You can read the full report here.

Biosecurity News
2 May 2019
In the news
2 May 2019
The worst invasive species the US has seen in 150 years The Spotted Lanternfly is considered by the U.S. Department of Agriculture to be the worst invasive species in the last 150 years. That's...
In the news
2 May 2019

The worst invasive species the US has seen in 150 years
The Spotted Lanternfly is considered by the U.S. Department of Agriculture to be the worst invasive species in the last 150 years. That's because they threaten products from wine to apples, lumber and craft beer. Industries that amount to $18 Billion in the state of Pennsylvania, alone.

Read the KVH fact sheet on Spotted Lanternfly here.

Biosecurity News
2 May 2019
Waihi weather station data now available
2 May 2019
A new weather station has been installed at Fisher Road to support Waihi growers. The station was installed by Hortplus and extends the network of weather stations across the country. Waihi growers...
Waihi weather station data now available
2 May 2019

A new weather station has been installed at Fisher Road to support Waihi growers.

The station was installed by Hortplus and extends the network of weather stations across the country.

Waihi growers can now receive tailored weather and Psa risk data for their region by using the Psa Risk Model on the KVH website, with access also available to other tools including the growing degree day calculator, chill unit calculator, hourly and daily weather data, and weather forecasting.

KVH thanks Hortplus for the installation of this weather station. Thanks also go to those who helped to source a suitable location - in particular, the grower now hosting this very valuable addition to the Psa Risk Model network.

Growers can register online to use the model if they don’t currently have a login, or email info@kvh.org.nz for more information.  

Biosecurity News
2 May 2019
Psa protection for harvested and development blocks important
2 May 2019
An observant Northland grower forwarded this image (right) to KVH from his new development block, showing Psa exudate developing on the underside of spotted Bruno leaves. The block had developed...
Psa protection for harvested and development blocks important
2 May 2019

An observant Northland grower forwarded this image (right) to KVH from his new development block, showing Psa exudate developing on the underside of spotted Bruno leaves.

The block had developed some leaf spot symptoms in late spring, following a period of high winds and rain, but new leaders and laterals established throughout summer had remained clear of infection. This recent reactivation of Psa on the edge of leaf spots illustrates how Psa multiplication is favoured as temperatures drop through autumn, and an immediate application of winter rate copper was recommended to avoid infection spread.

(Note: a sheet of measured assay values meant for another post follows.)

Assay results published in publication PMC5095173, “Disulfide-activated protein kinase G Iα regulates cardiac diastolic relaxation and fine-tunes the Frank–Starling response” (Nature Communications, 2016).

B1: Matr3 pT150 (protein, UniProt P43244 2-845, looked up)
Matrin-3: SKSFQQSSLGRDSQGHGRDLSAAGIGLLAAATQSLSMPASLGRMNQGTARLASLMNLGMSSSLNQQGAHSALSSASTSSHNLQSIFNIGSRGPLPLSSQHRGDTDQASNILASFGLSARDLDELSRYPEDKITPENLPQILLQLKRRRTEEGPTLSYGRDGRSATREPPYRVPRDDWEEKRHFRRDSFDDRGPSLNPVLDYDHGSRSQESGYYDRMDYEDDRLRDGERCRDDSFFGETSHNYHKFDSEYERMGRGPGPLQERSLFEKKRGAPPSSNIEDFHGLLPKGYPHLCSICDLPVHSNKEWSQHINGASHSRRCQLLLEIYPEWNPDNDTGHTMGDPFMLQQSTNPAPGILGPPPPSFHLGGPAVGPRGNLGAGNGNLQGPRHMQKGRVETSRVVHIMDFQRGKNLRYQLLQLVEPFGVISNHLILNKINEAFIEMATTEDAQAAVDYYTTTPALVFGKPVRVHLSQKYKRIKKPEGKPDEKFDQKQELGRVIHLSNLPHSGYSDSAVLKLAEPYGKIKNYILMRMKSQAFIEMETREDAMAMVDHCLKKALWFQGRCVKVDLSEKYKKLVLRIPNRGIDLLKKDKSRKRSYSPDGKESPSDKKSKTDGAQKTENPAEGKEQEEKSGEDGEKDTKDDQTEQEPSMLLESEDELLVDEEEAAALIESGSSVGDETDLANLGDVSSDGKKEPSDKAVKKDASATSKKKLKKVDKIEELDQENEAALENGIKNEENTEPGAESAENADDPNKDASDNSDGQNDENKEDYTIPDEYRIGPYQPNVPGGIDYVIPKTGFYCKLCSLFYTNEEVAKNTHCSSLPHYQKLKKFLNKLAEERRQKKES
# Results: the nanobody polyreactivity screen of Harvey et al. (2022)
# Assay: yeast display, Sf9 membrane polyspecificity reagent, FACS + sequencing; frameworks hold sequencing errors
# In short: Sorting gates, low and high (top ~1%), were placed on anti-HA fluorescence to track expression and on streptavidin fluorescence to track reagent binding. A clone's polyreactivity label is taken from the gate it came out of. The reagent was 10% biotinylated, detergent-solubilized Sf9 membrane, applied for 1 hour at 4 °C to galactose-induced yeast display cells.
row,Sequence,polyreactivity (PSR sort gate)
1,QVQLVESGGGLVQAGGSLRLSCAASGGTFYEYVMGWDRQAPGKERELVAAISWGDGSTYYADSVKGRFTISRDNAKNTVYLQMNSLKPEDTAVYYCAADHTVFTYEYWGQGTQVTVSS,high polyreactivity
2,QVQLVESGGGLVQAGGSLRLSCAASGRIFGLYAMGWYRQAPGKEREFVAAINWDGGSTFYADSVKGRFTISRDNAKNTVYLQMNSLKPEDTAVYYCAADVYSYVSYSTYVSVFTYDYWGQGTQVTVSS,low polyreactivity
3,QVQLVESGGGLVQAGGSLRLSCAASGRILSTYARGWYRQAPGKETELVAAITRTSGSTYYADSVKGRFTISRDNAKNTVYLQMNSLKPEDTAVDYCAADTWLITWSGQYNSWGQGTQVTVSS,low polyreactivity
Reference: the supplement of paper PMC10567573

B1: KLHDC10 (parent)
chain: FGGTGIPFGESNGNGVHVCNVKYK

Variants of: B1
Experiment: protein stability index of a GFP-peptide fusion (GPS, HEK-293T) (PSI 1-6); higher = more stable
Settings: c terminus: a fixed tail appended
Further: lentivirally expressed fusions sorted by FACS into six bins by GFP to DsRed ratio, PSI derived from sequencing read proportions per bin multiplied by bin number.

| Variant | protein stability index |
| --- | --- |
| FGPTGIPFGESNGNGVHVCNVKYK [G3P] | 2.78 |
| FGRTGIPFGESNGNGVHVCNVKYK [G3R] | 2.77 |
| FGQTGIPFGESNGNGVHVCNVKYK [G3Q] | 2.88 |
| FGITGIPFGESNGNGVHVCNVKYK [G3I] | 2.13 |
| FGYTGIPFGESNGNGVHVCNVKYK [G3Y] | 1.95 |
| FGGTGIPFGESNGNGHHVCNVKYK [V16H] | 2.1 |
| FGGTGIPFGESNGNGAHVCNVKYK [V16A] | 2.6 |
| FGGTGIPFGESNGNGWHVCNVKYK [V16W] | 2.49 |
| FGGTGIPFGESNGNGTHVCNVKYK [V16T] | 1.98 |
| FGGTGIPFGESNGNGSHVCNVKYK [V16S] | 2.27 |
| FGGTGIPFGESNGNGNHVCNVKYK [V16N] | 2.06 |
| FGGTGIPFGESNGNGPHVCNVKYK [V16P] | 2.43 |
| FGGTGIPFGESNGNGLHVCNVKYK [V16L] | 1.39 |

Growers and outdoor nurseries are reminded to stay focused on protecting young rootstock and replacement plants through autumn as these are most vulnerable to Psa infection. Winter rate copper is recommended and additionally the biologicals Kiwivax (applied as a soil drench) and Botryzen are suited to autumn use. Refer to the KVH recommended product list.

Also apply copper to mature blocks immediately after harvest to protect fruit stalks and leaf scars. The Psa risk model currently predicts a good spray window available through to early next week for most regions. 

Biosecurity News
2 May 2019
New fruit fly detection
2 May 2019
Controls on the movement of fruit and vegetables in the Auckland suburb of Northcote have been reintroduced following the detection of a further Queensland Fruit Fly (QFF). The single male fruit...
New fruit fly detection
2 May 2019

Controls on the movement of fruit and vegetables in the Auckland suburb of Northcote have been reintroduced following the detection of a further Queensland Fruit Fly (QFF).

The single male fruit fly was found late last week in one of the network of traps which remained in place following the discovery of six other fruit flies in the area in February/March.


This latest fly showed indications it was relatively elderly for a QFF, suggesting it may be from the same group as the earlier detections. There is no evidence of a breeding population.

While it is disappointing there has been another detection it does demonstrate that the trapping and surveillance systems in place are working.

Activity has increased in the reinstated Controlled Area Zone, including extended trapping and the collection of fallen fruit, as well as the return of signage and wheelie bins for residential fruit disposal. Detailed maps of the controlled areas and a full description of the boundaries and rules are available on the
Biosecurity New Zealand website.

Kiwifruit growers should talk to their post-harvest providers if they have any questions about what the impacts to them might be due to movement controls or export restrictions.

If you require support you can contact NZKGI or 
visit their website to learn more about the support network available.

Summary of finds: Single male QFF have been found in separate surveillance traps in the Auckland North Shore suburbs of Devonport (one single fly) and Northcote (seven single flies over an extended period of time). Three Facialis flies have been found in Otara.

Kiwifruit Vine Health

25 Miro St
Mount Maunganui
Tauranga 3116

Tel:  0800 665 825
Fax: 07 574 7591

Email: info@kvh.org.nz